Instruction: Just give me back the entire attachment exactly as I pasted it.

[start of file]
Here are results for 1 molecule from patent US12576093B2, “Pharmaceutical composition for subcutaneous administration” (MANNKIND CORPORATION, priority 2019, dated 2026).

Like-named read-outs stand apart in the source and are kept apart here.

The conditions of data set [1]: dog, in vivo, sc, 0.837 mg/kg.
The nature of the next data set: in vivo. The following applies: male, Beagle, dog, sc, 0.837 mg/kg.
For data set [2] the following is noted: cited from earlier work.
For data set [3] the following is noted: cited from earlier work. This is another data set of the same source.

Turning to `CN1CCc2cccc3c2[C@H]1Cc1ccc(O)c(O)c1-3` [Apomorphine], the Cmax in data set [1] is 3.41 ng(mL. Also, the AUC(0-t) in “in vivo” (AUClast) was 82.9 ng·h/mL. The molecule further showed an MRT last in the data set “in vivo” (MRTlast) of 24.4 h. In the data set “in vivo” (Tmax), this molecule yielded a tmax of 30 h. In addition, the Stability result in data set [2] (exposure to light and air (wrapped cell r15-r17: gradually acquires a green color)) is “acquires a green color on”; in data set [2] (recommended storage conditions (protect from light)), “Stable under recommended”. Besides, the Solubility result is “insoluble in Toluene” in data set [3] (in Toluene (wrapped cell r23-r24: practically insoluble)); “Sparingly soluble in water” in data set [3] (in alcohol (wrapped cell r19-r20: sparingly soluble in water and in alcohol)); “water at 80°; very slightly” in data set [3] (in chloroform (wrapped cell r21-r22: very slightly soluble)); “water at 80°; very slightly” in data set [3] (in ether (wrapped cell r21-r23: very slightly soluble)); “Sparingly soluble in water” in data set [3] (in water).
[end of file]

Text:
Here are results for 1 molecule from patent US12576093B2, “Pharmaceutical composition for subcutaneous administration” (MANNKIND CORPORATION, priority 2019, dated 2026).

Like-named read-outs stand apart in the source and are kept apart here.

The conditions of data set [1]: dog, in vivo, sc, 0.837 mg/kg.
The nature of the next data set: in vivo. The following applies: male, Beagle, dog, sc, 0.837 mg/kg.
For data set [2] the following is noted: cited from earlier work.
For data set [3] the following is noted: cited from earlier work. This is another data set of the same source.

Turning to `CN1CCc2cccc3c2[C@H]1Cc1ccc(O)c(O)c1-3` [Apomorphine], the Cmax in data set [1] is 3.41 ng(mL. Also, the AUC(0-t) in “in vivo” (AUClast) was 82.9 ng·h/mL. The molecule further showed an MRT last in the data set “in vivo” (MRTlast) of 24.4 h. In the data set “in vivo” (Tmax), this molecule yielded a tmax of 30 h. In addition, the Stability result in data set [2] (exposure to light and air (wrapped cell r15-r17: gradually acquires a green color)) is “acquires a green color on”; in data set [2] (recommended storage conditions (protect from light)), “Stable under recommended”. Besides, the Solubility result is “insoluble in Toluene” in data set [3] (in Toluene (wrapped cell r23-r24: practically insoluble)); “Sparingly soluble in water” in data set [3] (in alcohol (wrapped cell r19-r20: sparingly soluble in water and in alcohol)); “water at 80°; very slightly” in data set [3] (in chloroform (wrapped cell r21-r22: very slightly soluble)); “water at 80°; very slightly” in data set [3] (in ether (wrapped cell r21-r23: very slightly soluble)); “Sparingly soluble in water” in data set [3] (in water).